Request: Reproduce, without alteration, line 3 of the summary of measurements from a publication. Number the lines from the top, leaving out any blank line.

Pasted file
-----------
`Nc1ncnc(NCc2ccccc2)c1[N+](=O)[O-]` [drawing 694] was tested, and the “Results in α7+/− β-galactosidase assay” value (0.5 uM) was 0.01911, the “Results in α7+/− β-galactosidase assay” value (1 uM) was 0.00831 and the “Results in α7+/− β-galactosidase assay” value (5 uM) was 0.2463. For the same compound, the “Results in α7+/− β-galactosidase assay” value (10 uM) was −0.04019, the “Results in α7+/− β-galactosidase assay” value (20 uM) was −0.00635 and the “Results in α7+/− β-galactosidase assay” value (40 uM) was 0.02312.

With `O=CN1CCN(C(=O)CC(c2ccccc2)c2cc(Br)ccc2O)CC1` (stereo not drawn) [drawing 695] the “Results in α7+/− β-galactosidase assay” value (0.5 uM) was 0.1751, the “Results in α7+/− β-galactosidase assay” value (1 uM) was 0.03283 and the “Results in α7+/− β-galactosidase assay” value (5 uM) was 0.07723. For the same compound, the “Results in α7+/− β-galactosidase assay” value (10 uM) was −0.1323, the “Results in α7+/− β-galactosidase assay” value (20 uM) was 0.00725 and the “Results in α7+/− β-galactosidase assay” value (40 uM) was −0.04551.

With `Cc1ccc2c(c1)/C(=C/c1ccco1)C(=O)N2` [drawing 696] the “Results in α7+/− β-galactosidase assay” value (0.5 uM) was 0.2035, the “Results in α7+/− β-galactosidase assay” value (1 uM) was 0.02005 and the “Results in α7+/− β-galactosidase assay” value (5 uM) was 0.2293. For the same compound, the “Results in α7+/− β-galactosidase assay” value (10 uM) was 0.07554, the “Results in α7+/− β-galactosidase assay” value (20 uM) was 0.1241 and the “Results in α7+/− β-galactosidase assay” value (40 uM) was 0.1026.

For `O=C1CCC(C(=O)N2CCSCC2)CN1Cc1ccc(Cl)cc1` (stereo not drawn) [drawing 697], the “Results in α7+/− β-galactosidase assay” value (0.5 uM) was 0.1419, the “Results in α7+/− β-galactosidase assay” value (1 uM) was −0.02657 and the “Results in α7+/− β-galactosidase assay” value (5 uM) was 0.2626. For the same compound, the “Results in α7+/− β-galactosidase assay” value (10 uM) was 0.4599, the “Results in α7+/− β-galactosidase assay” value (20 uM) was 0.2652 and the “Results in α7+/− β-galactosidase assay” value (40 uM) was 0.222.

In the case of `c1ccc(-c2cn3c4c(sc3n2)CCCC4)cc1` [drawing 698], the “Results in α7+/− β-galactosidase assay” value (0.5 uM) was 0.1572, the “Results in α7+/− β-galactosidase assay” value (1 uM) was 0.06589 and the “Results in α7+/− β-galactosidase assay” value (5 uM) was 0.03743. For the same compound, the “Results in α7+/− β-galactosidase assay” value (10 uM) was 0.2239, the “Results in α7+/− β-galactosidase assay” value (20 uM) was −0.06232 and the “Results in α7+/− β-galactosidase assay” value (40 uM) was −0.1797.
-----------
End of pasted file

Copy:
With `Cc1ccc2c(c1)/C(=C/c1ccco1)C(=O)N2` [drawing 696] the “Results in α7+/− β-galactosidase assay” value (0.5 uM) was 0.2035, the “Results in α7+/− β-galactosidase assay” value (1 uM) was 0.02005 and the “Results in α7+/− β-galactosidase assay” value (5 uM) was 0.2293. For the same compound, the “Results in α7+/− β-galactosidase assay” value (10 uM) was 0.07554, the “Results in α7+/− β-galactosidase assay” value (20 uM) was 0.1241 and the “Results in α7+/− β-galactosidase assay” value (40 uM) was 0.1026.